Chairman of another Chinese company goes missing
The chairman of Kolumb, a Fujian-based outdoor wear manufacturer, has gone “missing”, three days after he couriered a resignation letter to the board.
Wei Qinghua, chairman of the company that is traded on China’s over-the-counter National Equities Exchange and Quotations (NEEQ) market, resigned as chairman and general manager on the grounds of poor health but kept his post as a board member, Kolumb said in a filing on Tuesday.
Wei owns 42.72 per cent of the company. But he took a loan against his stake in February, broking house Guotai Junan Securities said on Wednesday.
“The company faces the risk of a change of controller if Wei fails to pay back the debts in time...
Guotai Junan Securities has been trying to call up Wei, but failed to communicate with him to confirm the situation,” the announcement said.
Kolumb listed on the NEEQ in December. Earlier company filing shows Wei had borrowed cash against equity in February from a Shanghai-based asset management company and is due to return the money by August 25. The value of the loan is unknown.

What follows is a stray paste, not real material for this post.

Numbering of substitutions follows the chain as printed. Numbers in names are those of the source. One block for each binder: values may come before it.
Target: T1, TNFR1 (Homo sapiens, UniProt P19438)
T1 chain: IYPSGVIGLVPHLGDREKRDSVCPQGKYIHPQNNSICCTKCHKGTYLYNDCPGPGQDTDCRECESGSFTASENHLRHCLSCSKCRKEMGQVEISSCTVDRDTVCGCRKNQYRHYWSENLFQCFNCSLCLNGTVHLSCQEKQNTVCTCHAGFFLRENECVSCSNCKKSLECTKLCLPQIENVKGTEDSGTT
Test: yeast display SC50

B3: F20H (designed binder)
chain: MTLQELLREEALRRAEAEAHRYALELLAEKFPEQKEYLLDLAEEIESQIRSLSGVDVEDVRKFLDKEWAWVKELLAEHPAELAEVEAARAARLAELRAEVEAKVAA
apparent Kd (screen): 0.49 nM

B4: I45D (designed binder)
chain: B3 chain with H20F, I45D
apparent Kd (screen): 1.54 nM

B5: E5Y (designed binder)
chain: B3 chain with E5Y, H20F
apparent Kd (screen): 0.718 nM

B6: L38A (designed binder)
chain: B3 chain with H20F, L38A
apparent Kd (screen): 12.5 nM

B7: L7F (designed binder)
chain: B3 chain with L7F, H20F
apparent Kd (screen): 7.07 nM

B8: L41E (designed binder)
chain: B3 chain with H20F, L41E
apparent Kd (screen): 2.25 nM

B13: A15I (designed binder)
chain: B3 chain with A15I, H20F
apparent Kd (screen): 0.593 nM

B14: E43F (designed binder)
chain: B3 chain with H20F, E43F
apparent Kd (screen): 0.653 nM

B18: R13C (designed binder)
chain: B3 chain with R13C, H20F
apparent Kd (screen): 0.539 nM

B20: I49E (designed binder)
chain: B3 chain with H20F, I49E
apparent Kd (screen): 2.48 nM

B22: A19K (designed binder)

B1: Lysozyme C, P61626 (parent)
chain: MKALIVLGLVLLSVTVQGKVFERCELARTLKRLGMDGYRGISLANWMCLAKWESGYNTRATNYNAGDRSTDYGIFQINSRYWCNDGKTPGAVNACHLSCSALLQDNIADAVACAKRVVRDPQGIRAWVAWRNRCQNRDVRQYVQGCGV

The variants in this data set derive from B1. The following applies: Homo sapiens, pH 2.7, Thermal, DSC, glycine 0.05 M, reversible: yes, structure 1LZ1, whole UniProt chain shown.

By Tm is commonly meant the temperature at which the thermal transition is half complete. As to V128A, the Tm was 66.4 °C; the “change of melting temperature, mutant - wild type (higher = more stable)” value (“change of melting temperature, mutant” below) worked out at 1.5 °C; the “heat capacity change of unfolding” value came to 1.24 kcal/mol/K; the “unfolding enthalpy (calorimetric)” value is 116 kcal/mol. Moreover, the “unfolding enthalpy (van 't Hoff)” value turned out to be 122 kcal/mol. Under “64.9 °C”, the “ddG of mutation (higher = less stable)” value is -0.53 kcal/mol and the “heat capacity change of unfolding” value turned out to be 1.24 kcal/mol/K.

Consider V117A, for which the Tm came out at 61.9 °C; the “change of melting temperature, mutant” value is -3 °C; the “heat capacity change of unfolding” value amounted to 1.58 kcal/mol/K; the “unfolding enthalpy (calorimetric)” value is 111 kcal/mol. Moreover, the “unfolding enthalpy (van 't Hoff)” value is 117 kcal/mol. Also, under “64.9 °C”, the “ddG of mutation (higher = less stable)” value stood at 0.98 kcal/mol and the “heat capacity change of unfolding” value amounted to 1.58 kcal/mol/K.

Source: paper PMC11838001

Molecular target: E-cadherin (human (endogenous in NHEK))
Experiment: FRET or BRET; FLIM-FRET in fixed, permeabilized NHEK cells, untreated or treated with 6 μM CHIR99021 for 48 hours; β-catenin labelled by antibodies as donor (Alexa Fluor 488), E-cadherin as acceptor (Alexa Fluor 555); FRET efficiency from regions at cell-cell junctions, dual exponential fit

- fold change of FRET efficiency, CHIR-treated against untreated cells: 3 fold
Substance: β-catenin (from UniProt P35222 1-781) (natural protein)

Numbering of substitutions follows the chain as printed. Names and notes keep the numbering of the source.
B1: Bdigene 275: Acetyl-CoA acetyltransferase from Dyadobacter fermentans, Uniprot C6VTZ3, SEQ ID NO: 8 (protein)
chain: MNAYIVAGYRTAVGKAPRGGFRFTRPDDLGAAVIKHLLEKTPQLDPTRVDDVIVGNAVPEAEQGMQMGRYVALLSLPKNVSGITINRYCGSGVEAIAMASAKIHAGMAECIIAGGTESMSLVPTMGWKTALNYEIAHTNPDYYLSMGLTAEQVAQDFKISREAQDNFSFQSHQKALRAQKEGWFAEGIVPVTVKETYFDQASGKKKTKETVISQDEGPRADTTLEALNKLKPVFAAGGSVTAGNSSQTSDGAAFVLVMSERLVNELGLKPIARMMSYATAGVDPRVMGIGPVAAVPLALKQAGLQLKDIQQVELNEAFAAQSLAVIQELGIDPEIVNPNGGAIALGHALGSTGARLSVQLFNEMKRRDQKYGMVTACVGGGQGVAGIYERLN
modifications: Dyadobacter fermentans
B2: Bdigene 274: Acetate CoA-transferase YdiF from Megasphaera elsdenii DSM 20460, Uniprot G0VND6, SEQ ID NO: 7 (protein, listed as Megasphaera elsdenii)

Calls to Kolumb on Friday afternoon went unanswered.
Shares of Kolumb have been suspended from trading as the company had failed to deliver the 2015 annual results in time. They results were due on April 30. The company will be removed from the NEEQ if it fails to issue the results by June 30.
The company reported revenues of 210 million yuan for 2013, 148 million yuan for 2014, and 68.7 million yuan for the first five months of last year.
Beijing’s NEEQ is home to nearly 7,000 companies, with a total market capitalisation of 3 trillion yuan (HK$3.56 trillion).
The China Securities Regulatory Commission (CSRC) has recently put in tough measures to keep retail investors out of this market, which is famous for big swings and lack of liquidity. Like the over-the-counter markets in the US, the lack of liquidity on the NEEQ market makes it an ideal playground for stock manipulators.
Chinese businesspeople have been going “missing” all too often lately, either in connection with anti-corruption probes or over debts, and even love affairs.
In November, Yim Fung, chairman and CEO of Hong Kong-listed Guotai Junan International, went missing for more than a month, claiming he was “assisting investigations by authorities”. In early December, Guo Guangchang, founder of Hong Kong-listed conglomerate Fosun, went missing for one-and-a-half day, also to “assist investigations by the authorities”.